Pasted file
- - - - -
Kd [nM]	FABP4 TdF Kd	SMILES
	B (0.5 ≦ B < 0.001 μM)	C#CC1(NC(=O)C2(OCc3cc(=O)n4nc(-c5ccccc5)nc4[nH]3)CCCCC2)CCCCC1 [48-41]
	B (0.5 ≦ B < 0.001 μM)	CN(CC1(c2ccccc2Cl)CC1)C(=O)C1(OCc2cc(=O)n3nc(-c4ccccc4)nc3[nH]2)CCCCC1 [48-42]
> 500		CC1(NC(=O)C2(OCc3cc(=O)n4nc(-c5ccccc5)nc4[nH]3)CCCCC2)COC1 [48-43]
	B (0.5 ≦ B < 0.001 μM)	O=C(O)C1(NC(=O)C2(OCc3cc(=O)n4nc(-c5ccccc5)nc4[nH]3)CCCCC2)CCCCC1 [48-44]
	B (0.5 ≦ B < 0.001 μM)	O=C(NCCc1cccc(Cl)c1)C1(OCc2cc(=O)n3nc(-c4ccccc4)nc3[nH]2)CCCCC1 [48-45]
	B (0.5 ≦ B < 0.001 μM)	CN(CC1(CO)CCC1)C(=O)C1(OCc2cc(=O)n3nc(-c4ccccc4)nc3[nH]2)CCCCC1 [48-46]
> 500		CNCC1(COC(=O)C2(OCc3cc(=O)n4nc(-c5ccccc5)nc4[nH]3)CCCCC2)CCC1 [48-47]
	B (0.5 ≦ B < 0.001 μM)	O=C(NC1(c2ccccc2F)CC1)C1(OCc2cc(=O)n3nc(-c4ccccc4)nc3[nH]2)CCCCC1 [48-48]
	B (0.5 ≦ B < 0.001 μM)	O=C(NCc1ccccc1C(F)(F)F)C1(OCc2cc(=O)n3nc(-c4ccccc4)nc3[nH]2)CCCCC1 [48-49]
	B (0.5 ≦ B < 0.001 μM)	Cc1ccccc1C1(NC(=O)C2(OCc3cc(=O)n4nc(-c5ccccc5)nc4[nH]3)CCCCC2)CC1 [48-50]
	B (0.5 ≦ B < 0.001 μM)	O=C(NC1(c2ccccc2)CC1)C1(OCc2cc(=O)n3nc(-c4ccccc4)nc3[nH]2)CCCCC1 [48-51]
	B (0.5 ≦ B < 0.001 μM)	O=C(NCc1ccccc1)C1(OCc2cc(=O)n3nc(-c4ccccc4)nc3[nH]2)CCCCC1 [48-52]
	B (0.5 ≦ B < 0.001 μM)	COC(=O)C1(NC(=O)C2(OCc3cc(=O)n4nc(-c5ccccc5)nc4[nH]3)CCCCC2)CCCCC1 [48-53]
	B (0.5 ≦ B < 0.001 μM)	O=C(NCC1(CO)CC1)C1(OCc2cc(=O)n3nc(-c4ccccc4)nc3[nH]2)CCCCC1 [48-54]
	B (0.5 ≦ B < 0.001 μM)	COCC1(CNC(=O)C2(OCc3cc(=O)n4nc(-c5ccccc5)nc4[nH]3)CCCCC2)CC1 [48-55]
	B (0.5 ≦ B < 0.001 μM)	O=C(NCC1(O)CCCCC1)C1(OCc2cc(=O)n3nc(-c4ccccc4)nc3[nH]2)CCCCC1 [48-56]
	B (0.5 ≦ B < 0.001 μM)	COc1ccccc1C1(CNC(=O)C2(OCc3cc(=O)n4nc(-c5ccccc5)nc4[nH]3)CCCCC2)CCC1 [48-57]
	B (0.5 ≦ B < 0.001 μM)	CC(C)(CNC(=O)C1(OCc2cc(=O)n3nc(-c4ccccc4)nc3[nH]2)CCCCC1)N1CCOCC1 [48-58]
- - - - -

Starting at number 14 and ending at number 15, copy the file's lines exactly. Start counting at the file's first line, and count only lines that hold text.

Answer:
	B (0.5 ≦ B < 0.001 μM)	COC(=O)C1(NC(=O)C2(OCc3cc(=O)n4nc(-c5ccccc5)nc4[nH]3)CCCCC2)CCCCC1 [48-53]
	B (0.5 ≦ B < 0.001 μM)	O=C(NCC1(CO)CC1)C1(OCc2cc(=O)n3nc(-c4ccccc4)nc3[nH]2)CCCCC1 [48-54]